Introduced to the Top End hundreds of years ago, it grows to 25 metres with feather-like leaves. Elongated brown pods hang from the tree from June to October. Inside the pods there’s a rusty coloured flesh with shiny brown seeds.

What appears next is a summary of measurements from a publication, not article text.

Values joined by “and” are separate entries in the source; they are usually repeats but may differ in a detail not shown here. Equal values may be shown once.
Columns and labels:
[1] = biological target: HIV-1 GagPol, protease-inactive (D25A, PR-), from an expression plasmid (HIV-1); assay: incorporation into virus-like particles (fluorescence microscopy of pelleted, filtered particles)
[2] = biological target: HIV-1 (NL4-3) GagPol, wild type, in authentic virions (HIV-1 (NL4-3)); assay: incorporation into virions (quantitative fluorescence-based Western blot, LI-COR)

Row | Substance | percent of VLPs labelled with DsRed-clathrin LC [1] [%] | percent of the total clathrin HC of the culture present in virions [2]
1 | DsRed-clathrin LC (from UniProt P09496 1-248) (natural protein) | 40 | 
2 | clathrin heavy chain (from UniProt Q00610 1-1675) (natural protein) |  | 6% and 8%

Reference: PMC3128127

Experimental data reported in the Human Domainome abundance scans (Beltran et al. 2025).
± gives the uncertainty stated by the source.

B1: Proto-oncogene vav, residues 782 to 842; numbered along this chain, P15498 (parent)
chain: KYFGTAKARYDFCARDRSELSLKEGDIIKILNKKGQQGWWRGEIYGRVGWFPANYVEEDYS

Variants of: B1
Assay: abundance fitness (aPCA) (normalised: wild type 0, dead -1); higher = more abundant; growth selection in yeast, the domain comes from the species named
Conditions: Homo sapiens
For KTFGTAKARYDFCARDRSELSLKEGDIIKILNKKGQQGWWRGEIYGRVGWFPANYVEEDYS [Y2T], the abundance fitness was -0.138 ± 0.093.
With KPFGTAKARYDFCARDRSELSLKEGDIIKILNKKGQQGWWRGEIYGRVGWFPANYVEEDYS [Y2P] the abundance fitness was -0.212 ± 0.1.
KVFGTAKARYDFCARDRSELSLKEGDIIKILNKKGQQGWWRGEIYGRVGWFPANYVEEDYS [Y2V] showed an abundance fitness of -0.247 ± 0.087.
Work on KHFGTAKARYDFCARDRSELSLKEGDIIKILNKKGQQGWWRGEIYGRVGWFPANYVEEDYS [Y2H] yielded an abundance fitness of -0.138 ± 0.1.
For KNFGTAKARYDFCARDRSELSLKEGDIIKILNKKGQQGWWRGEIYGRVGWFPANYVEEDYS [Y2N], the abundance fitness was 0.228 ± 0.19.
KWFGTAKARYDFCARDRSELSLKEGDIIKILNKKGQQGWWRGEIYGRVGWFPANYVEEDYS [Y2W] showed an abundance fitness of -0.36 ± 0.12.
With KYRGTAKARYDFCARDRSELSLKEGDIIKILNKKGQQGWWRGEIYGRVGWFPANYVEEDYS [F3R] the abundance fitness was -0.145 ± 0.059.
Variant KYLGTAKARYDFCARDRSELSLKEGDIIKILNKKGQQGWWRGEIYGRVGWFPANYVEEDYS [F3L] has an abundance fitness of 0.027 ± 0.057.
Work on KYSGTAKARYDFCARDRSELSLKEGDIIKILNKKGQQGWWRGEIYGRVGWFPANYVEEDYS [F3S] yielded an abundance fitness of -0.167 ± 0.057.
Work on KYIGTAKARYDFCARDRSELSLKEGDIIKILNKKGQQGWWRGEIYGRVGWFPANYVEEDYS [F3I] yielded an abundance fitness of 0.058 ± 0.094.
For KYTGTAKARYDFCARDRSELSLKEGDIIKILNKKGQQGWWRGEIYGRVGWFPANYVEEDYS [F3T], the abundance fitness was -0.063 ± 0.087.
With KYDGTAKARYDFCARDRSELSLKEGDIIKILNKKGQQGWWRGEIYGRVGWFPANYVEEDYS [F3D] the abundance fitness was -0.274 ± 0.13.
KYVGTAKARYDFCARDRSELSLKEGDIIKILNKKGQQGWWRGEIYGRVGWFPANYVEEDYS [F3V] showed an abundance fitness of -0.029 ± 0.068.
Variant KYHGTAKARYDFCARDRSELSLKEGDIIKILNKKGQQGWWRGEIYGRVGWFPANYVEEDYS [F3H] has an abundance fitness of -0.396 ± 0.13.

The flesh, rich in phosphorous and calcium, is tart and can be soaked in water to make a refreshing drink. Too much and it has a laxative effect. Young plants, leaves and flowers can be cooked and eaten.